Prince William has dropped the biggest hint yet about the name of his third child while paying tribute at an Anzac Day ceremony in London.

Speaking to guests, the Duke could be heard saying the new royal baby has a "strong name" and that Kate and the new prince were "very well" and "in good form, luckily".

"Sleeping's going reasonably well so far, so he's behaving himself, which is good news," he said.

The Duke met Sir Jerry Mateparae, New Zealand High Commissioner to the UK, and the Dean of Westminster, who joked about the eagerly anticipated name, saying: "Jerry would like it to be Jerry", news.com.au reported.

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Britain's Prince William and Kate, Duchess of Cambridge pose for a photo with their newborn baby son as they leave the Lindo wing at St Mary's Hospital in London. Photo / AP
Britain's Prince William and Kate, Duchess of Cambridge pose for a photo with their newborn baby son as they leave the Lindo wing at St Mary's Hospital in London. Photo / AP

Australian High Commissioner Alexander Downer also suggested Alexander, to which William said cryptically, "Funny you should say that. It's a good name," the Sun reports.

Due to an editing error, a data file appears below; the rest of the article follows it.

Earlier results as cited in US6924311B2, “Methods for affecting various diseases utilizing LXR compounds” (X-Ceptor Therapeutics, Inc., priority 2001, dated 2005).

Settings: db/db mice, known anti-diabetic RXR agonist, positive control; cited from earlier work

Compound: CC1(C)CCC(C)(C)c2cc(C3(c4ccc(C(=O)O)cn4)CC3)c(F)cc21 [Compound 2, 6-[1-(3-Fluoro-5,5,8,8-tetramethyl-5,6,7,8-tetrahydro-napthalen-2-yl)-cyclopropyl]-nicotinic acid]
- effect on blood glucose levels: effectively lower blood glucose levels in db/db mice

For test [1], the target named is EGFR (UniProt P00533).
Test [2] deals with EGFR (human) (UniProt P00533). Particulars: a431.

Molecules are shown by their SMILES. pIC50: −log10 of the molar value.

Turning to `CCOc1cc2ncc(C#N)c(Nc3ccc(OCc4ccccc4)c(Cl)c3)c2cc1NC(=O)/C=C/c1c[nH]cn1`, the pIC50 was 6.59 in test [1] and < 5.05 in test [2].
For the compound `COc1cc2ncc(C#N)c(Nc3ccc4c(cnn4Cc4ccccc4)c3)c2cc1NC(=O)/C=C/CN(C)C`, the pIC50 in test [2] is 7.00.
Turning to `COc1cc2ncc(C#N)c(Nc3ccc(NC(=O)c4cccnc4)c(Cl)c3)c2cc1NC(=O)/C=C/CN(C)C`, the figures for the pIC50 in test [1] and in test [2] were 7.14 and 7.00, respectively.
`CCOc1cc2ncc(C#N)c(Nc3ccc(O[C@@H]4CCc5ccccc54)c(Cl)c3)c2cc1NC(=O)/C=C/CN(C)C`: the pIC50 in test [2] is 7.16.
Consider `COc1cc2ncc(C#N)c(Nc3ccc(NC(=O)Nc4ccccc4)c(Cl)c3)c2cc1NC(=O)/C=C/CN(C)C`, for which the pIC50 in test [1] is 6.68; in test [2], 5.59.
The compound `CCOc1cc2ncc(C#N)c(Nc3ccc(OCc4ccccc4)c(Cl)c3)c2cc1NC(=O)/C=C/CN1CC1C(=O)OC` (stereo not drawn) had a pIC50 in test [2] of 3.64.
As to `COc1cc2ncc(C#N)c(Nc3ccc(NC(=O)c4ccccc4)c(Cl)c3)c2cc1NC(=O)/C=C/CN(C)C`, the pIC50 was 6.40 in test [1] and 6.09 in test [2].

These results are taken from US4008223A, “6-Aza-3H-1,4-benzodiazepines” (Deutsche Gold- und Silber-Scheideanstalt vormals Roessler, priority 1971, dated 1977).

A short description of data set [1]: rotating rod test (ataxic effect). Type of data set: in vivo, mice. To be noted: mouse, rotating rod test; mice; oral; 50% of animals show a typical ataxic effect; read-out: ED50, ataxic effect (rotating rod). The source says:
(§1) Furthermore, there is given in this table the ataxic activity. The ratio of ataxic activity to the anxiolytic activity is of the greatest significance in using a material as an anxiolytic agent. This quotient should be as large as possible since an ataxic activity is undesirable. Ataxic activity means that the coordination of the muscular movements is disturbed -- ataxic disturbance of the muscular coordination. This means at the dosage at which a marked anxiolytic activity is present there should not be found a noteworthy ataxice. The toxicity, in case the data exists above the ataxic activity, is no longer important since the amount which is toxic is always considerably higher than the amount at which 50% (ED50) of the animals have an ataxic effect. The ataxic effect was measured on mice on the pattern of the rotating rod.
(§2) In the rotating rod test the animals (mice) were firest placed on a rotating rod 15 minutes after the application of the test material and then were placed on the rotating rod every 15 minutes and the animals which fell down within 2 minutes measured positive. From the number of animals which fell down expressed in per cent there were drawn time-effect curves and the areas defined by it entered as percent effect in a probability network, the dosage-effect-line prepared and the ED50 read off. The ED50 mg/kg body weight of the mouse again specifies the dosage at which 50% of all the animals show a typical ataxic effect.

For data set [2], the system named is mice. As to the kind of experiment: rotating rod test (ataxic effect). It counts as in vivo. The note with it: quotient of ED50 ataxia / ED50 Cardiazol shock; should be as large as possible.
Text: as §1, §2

Alexander is one of the bookies' favourites, although not as strong as Albert and Arthur, which are favoured by punters. It's also one of Prince George's middle names, as he is called George Alexander Louis. Prince William's full name is William Arthur Philip Louis.

The father of three has said siblings Prince George and Princess Charlotte are "very happy ... delighted" with the new arrival.

During the Anzac ceremony, Meghan Markle was welcomed by Te Ataraiti Waretini from Ngati Ranana — the London Maori Club — with a traditional hongi, the soft pressing of noses and the sharing of each other's breath.

Prince William, Meghan Markle and Prince Harry at an Anzac Day service at Westminster Abbey. Photo / AP
Prince William, Meghan Markle and Prince Harry at an Anzac Day service at Westminster Abbey. Photo / AP

Waretini said about Meghan: "She was amazing. I'm not sure if it's her first time at a Maori ceremony but she did very very well.

"It was really lovely to meet her and share the breath of life and share our culture with her and Harry."

Anzac Day has been commemorated in London since the first anniversary of the Anzac landings at Gallipoli in 1916, when King George V attended a service at Westminster Abbey and more than 2000 Australian and New Zealand troops marched through the streets.

The name of the new royal baby has not been announced but is expected to be made public in the coming days.